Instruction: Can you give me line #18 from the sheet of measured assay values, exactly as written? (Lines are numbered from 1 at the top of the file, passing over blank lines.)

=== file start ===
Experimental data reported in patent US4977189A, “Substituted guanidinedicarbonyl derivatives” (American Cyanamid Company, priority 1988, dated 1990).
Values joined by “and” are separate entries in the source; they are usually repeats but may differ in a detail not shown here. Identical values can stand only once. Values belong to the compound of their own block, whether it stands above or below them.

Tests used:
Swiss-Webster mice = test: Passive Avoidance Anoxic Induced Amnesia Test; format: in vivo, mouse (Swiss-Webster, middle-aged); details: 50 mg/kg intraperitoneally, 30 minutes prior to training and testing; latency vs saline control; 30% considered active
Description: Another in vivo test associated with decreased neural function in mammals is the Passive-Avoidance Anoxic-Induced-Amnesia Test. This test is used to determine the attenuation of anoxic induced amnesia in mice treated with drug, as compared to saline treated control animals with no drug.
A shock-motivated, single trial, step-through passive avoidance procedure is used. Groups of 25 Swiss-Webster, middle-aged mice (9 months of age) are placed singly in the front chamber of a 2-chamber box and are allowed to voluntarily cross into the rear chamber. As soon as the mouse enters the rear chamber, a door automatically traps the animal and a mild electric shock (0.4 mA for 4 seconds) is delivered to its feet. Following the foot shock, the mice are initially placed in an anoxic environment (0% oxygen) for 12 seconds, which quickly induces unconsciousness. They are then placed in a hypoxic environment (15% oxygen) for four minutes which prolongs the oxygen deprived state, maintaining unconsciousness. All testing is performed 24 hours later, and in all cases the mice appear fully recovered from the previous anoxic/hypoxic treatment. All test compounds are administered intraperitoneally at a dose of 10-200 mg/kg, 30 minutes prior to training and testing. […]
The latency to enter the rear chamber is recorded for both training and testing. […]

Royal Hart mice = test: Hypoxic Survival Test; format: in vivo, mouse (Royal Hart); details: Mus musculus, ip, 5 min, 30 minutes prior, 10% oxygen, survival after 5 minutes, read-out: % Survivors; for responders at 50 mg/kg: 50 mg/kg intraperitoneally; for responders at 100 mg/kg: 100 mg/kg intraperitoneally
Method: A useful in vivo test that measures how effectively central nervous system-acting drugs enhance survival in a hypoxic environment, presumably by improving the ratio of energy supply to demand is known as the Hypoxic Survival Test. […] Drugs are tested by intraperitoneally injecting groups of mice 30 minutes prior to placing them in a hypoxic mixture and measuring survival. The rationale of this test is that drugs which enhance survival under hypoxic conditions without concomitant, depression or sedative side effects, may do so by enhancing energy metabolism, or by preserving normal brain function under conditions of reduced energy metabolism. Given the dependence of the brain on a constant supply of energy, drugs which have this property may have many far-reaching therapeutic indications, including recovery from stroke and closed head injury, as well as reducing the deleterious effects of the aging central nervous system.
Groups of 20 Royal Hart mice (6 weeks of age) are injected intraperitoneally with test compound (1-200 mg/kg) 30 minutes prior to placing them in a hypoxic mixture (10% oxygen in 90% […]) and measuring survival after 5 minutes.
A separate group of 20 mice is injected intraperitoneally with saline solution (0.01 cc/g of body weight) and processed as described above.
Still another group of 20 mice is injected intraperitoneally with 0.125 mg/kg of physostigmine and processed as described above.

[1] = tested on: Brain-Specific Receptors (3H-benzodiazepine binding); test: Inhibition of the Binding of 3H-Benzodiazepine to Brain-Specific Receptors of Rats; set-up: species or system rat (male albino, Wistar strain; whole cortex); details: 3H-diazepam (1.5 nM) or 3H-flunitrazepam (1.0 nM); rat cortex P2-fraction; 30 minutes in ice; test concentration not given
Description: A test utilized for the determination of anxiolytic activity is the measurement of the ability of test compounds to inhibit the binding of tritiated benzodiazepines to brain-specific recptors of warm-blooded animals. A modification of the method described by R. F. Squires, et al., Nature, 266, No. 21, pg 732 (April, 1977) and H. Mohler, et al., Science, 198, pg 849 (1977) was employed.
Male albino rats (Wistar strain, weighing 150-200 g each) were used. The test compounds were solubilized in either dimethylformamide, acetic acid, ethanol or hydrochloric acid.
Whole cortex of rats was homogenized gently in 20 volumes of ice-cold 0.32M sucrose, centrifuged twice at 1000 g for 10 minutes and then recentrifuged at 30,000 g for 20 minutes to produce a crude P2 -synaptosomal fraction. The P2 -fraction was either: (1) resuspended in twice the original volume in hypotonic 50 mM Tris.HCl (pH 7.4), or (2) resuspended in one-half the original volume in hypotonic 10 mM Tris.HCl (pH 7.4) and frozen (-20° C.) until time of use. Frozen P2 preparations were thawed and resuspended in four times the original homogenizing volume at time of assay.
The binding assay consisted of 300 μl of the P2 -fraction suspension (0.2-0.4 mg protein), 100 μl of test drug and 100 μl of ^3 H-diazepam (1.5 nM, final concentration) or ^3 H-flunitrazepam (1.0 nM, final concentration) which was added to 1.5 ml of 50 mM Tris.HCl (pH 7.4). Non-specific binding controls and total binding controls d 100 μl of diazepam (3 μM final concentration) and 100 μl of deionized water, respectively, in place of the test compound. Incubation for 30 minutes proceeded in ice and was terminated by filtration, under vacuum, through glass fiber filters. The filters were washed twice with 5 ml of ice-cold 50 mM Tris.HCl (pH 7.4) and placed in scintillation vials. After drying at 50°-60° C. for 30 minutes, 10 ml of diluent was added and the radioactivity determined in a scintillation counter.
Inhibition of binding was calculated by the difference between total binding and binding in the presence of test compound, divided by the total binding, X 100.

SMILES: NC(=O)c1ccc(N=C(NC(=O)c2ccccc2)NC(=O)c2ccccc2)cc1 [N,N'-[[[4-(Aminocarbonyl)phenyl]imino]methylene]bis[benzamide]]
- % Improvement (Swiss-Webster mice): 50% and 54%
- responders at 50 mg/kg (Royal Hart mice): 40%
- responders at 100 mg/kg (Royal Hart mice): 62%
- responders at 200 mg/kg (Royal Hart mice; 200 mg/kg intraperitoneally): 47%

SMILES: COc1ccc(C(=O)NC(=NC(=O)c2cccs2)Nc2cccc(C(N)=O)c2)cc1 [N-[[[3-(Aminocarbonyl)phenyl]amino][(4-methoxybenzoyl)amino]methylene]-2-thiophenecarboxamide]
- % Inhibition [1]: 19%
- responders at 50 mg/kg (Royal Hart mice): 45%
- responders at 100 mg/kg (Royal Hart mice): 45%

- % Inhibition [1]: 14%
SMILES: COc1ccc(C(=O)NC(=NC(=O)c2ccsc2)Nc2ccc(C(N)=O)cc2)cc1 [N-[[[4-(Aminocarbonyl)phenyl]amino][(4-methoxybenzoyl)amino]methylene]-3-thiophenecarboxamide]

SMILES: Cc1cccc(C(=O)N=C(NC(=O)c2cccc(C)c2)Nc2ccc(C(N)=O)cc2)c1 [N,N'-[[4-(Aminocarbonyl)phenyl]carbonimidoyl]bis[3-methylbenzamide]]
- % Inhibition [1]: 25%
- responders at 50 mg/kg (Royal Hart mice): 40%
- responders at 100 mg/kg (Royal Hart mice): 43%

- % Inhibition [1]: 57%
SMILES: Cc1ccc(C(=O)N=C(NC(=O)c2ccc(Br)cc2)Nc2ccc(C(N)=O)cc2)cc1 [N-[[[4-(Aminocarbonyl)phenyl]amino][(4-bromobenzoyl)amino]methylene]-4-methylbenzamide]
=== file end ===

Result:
Inhibition of binding was calculated by the difference between total binding and binding in the presence of test compound, divided by the total binding, X 100.